Today is challenge 5 of the #12DaysofChristmasDIYChallenges
The challenge – What do you have in your garden shed or outhouse? Find something in there that you can make into some kind of Christmas decoration
For sometime I have been inspired by wood decor with writing. Today’s challenge seemed the perfect opportunity to have a go, with some help from my family.
My husband found some wood from the wood burner pile.
We laid them out in the rough design, with youngest marking cutting out lines.
The planks were sawn to shape and then screwed into place on the supporting plank.
Using paint found in the shed all the planks were painted a gentle green shade. Amazingly the different wood finishes covered well.
Next – the step I was dreading, could I paint neatly lettering onto the wood planks? I used a selection of typography and printed a selection of words out onto paper. Find the downloadable free template here. These were laid out onto the planks.
I used a ball point pen to press hard drawing round each letter. This leaves an indentation in the wood as your guideline for painting the letters.
Now all you need is a steady hand!
No-one is going to be examining your lettering close up, from a distance you really cannot see my slightly wobbly paint lines:)
What do you have in your garden shed or outhouse?
What’s not to love about chalk paint? It’s perfect for transforming old furniture into a modern look. I’m not sure what it is about boys and cars, but they do seem to love them. A combination of chalk paint and cars led to this beetle car chest of drawers.
My father-in-law lived with us for a couple of months and when he moved out he left a chest of drawers covered in gloss paint. For some time they languished in the shed, but not for any longer!
They have been given a new lease of life with a change of handles, a new coat of paint and a beetle car design. The beauty of chalk paint is that you can paint the surface without preparation. However, to achieve a higher standard of finish I sanded the drawers down first.
To create your own beetle car chest of drawers you will need:
- chalk paint in a variety of colours
- paint brushes, small roller
- wax and cloth
Prepare the surface for painting by removing all drawer handles. Sand and wash down (not essential).
If you are changing the drawer handles to a different size (or if you discover an extra set of holes like I did!) fill with wood filler.
Allow to dry, fill again. Once dry sand down and clean.
Paint the drawers with a coat of chalk paint. I used a light grey colour.
If you are painting your drawer handles attach them now.
Apply a second coat of paint. If your drawer handles are not painted in chalk paint leave them off until the very final step.
Create your beetle design. Sketch your beetle on paper first and roughly cut out. Sketching them on paper helps you work out the size which works with your drawer. It is a good practice for redrawing on the chest of drawers.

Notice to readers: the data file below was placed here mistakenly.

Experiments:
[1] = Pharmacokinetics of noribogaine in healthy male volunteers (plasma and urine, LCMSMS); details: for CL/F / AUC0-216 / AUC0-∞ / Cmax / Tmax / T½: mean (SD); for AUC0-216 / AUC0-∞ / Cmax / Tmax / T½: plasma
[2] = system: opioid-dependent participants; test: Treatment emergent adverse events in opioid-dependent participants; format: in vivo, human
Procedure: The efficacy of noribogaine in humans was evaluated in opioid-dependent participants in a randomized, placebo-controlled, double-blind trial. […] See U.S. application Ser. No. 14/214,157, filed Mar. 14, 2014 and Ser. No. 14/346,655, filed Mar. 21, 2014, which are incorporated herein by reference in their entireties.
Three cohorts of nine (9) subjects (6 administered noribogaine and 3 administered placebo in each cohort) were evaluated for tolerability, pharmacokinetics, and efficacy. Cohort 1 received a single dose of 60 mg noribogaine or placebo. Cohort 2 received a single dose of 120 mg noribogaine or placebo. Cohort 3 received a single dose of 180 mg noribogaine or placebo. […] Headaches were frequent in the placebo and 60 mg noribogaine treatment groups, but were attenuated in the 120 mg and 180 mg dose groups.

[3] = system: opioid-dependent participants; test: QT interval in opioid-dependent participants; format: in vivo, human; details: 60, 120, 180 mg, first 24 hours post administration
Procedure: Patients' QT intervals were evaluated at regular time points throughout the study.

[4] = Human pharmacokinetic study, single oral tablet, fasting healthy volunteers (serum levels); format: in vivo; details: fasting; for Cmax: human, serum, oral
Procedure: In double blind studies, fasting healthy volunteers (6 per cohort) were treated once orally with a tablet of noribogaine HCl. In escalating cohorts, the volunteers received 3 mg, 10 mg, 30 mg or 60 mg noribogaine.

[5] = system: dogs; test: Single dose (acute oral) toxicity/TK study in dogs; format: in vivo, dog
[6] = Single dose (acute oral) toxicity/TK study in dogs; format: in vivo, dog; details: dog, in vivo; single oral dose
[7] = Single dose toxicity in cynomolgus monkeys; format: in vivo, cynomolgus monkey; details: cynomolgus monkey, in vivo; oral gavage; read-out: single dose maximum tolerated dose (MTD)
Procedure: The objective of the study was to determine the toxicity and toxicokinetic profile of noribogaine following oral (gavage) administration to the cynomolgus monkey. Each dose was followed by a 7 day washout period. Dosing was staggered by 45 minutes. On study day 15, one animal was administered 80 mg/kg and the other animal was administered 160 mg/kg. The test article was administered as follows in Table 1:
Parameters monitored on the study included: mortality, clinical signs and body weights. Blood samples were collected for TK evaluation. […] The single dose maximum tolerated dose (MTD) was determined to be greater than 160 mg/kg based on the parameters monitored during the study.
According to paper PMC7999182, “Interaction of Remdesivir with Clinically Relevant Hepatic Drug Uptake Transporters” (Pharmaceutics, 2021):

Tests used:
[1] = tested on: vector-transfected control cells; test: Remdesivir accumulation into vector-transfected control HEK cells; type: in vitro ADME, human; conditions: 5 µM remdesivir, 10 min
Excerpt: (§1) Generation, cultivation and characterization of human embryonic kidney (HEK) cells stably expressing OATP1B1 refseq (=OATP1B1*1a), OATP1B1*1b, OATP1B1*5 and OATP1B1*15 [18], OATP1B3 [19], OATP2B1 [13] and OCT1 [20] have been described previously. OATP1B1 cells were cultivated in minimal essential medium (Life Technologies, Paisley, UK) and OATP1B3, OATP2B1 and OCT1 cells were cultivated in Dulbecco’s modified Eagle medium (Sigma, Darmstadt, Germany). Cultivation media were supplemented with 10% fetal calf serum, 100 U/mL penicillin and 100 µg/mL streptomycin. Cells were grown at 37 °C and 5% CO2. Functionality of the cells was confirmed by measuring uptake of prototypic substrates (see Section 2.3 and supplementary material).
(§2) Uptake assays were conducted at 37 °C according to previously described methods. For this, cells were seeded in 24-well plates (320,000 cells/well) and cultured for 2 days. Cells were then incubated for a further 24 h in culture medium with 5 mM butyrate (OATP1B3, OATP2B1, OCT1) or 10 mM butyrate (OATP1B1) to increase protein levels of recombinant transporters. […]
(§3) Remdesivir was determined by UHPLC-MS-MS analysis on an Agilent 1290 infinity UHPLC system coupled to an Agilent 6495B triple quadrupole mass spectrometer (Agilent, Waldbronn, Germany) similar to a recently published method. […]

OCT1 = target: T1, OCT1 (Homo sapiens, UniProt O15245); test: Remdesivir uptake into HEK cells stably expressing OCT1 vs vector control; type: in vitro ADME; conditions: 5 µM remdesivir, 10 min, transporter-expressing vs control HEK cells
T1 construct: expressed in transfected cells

Using a fine brush, paint your cars with chalk paint onto the drawers. The body of my cars is painted with chalk paint. Allow to dry in between colours.
Once dry wax your drawers. I used wax from the same range of chalk paints.
As you can see I am not the best free hand painter but in the room they look great. Don’t let your painting skills put you off having a go!
This post is sponsored by Volkswagen – check out other recycled and/or car related tutorials by fellow bloggers on the Volkswagen collaborative pinterest board “DIY Bloggers for Volkswagen“.
Regular readers may remember a post with 8 different ideas for upcycling crisp packets. At the time my husband suggested an apron, a google search later and it seems no one has made one. I am delighted to say I have created his idea – one DIY recycled crisp packet apron:)
I engaged my work colleagues in saving up empty crisp packets for me, to bring a wide variety of colours and designs.
Create your own Recycled Crisp Packet Apron
To make your own you will need:
- 35-40 different crisp packets
- Piece of fabric
- 3 meters of bias binding
- 1.5 meters of fabric tape (for ties)
Cut out background fabric – this will be the base you sew your crisp packets to. Use an existing apron as a guide, if you don’t have one to hand you could go free hand. I used the pattern pieces as a rough template from the book “Great British Sewing Bee” (this is the book from the first series, dare I confess it’s the first pattern I have used from it?!). It is 35″ long, 30″ wide at the bottom and 11″ at the top.
Layout your crisp packets, overlapping on each edge by a centimeter, check you are happy with the colour balance.
You may wish to photograph your lay out before removing all but the bottom layer.
Sellotape the top of the crisp packets to the lining. This holds them in place whilst you then stitch each bag down.
I suggest you have a practice on a spare crisp packet with a piece of your lining fabric – I found the tension on my machine needed a little adjusting. Lengthen the stitch to help prevent the packets ripping, if your packets do rip you may wish to place gaffa tape or masking tape on the back of the packets to strengthen them.
Sew your first layer down.
Layout the next layer – you may wish to ensure you keep your layers straight by measuring down from the top of the apron and marking a guideline with tailor’s chalk.
Once you have sewn all layers of packets onto the apron turn over to the lining side and stitch all round the edge.
Trim the crisp packets to the size of the lining.
Attach bias binding all round the apron, I held mine in place with clover clips (you could use pins or hair slides). Attach your ties (22″ long each) and neck tie (22″) under the bias binding as you go.
One finished apron – what would you make with crisp packets??